Pondering Planter’s Punch
While reviewing an upcoming rhum, some embellishment on the bottle suggested its excellence in a classic Planter’s Punch, and provides a recipe:
- 1/3 Rhum
- 1/3 Orange Juice
- 1/3 Pineapple Juice
- dash of Grenadine
This got me to thinking a bit about Planter’s Punch.
The name itself is evocative, recalling the history of the five ingredient punch, as well as the planter… who was the proverbial Planter who would drink this potion on sweltering days spent under the sun. It’s a simple drink we all seem to know of, and maybe have heard a recipe or two. This seems to be a drink without origin, not attributed to any person in particular. In the late 19th century, the drink starts to appear in a few London periodicals, typically in reference to Jamaica or some parts of South America.
The earliest reference I could find comes from an 1878 edition of Fun, a satirical magazine published in London.
The next few references I found in my library have fairly similar concepts, albeit different names. In Modern American Drinks (1895), it is referred to as “Jamaican Rum Punch“, and by the time the Savoy Cocktail Book (1930) rolls around, it’s become the Planter’s Cocktail #2. Planter’s Cocktail #1 is a variation skipping the sugar and adding orange juice. Trader Vic’s Bartender’s Guide (1948) gives 4 variations, changing up the lemon to mostly lime, and with 3 of the recipes calling for grenadine. As we can see, the recipe starts morphing and evolving through the decades.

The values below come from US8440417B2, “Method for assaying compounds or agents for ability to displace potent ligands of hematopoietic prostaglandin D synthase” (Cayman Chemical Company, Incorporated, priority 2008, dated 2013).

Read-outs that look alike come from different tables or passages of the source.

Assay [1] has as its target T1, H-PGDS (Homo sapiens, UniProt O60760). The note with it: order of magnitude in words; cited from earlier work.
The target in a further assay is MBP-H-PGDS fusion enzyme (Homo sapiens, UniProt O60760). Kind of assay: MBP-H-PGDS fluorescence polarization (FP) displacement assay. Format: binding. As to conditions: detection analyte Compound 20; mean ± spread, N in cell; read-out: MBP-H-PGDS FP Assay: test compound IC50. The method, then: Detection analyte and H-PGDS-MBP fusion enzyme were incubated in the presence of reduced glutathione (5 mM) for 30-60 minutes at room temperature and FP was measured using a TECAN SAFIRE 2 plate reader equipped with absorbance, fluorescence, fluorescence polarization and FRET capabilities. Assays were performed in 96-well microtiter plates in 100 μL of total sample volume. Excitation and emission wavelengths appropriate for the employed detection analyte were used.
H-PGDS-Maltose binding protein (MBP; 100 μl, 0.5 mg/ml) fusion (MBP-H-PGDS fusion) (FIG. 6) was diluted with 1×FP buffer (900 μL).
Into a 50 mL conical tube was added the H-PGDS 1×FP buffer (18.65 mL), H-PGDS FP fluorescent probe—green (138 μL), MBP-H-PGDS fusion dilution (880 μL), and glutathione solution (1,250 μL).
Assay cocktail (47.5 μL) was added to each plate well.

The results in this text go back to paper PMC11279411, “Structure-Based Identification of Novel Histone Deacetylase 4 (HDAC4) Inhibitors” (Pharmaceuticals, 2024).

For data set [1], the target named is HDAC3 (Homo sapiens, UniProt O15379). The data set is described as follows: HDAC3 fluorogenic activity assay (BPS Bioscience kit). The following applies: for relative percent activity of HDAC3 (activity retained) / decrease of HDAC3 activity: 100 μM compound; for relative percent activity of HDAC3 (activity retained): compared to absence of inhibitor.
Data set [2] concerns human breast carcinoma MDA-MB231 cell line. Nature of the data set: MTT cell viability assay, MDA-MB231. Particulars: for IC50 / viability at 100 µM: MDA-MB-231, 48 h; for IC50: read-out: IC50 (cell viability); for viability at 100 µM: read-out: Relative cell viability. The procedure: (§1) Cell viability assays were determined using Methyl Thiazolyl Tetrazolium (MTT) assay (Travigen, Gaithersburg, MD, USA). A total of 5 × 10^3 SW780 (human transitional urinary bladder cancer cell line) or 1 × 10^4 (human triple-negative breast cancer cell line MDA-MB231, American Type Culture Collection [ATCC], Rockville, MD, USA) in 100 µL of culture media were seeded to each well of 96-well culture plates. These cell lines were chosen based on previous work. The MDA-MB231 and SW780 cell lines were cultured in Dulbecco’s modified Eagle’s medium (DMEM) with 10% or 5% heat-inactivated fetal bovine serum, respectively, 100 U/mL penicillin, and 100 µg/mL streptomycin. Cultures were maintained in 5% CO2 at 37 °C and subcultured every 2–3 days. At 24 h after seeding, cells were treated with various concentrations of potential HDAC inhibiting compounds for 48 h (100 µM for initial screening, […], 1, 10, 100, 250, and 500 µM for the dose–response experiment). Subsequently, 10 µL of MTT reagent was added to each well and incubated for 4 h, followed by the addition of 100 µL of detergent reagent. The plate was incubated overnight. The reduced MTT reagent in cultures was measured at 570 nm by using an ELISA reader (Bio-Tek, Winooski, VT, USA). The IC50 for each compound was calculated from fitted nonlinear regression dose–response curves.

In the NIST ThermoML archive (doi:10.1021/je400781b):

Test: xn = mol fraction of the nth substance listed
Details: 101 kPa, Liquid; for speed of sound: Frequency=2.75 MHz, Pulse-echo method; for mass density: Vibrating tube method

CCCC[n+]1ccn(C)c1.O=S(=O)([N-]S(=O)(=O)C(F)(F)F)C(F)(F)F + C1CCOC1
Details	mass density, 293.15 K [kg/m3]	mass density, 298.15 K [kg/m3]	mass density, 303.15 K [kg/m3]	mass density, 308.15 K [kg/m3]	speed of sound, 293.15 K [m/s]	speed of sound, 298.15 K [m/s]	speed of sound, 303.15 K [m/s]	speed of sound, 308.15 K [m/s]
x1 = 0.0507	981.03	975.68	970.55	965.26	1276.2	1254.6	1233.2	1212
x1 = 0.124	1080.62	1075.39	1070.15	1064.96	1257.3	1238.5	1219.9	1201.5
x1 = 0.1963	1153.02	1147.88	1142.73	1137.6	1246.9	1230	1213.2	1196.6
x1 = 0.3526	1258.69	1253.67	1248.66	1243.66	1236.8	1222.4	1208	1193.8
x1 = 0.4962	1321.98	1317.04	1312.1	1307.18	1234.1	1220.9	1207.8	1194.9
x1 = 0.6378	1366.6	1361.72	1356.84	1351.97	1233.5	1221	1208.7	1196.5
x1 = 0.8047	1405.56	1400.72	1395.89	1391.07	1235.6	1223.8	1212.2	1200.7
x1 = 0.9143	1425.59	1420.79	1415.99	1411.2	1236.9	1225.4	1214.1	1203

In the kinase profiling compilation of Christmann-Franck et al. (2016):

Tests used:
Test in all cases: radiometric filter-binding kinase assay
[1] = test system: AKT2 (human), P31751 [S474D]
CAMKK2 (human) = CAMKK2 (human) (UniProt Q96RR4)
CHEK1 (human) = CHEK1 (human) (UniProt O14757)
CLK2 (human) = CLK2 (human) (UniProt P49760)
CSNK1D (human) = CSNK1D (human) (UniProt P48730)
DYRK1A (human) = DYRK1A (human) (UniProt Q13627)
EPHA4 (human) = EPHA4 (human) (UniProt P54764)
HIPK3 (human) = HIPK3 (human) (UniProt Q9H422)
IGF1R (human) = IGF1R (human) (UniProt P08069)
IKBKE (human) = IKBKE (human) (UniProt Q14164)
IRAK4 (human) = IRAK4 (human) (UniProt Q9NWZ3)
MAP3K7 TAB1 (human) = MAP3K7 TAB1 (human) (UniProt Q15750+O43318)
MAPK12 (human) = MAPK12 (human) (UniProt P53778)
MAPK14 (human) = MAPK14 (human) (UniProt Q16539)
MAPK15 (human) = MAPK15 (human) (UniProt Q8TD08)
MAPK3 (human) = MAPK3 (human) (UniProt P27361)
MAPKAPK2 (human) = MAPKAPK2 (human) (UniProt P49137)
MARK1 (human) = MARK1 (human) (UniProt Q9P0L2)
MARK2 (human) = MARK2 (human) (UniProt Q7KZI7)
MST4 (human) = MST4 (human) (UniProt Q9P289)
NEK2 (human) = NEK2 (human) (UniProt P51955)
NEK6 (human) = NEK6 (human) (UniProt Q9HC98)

When looking to consider how drinks are being made nowadays, I like to reference the “Big Book of Dumb Drinks” (aka – The Bartender’s Black Book ), which starts off with something similar to the original recipe, but veers into the realm of today by, after mixing the other ingredients, pouring in Orange Juice and Pineapple Juice. I am starting to see where adding Orange juice started, but have yet to find the origin of the Pineapple Juice.
Well, apparently the label makers for this rhum that so got me to thinking are of the modern school of this classic concoction, albeit keeping the proportions still very simple, a classy maneuver if ever there was one. I took a few sips and found their version, while quite sweet, rather refreshing, and certainly evocative of a more tropical clime than here in Portland, OR.
Do you have a favorite Planter’s Punch recipe? Have you tried a few? Found an early reference that asks for pineapple juice? Let me know in the comments!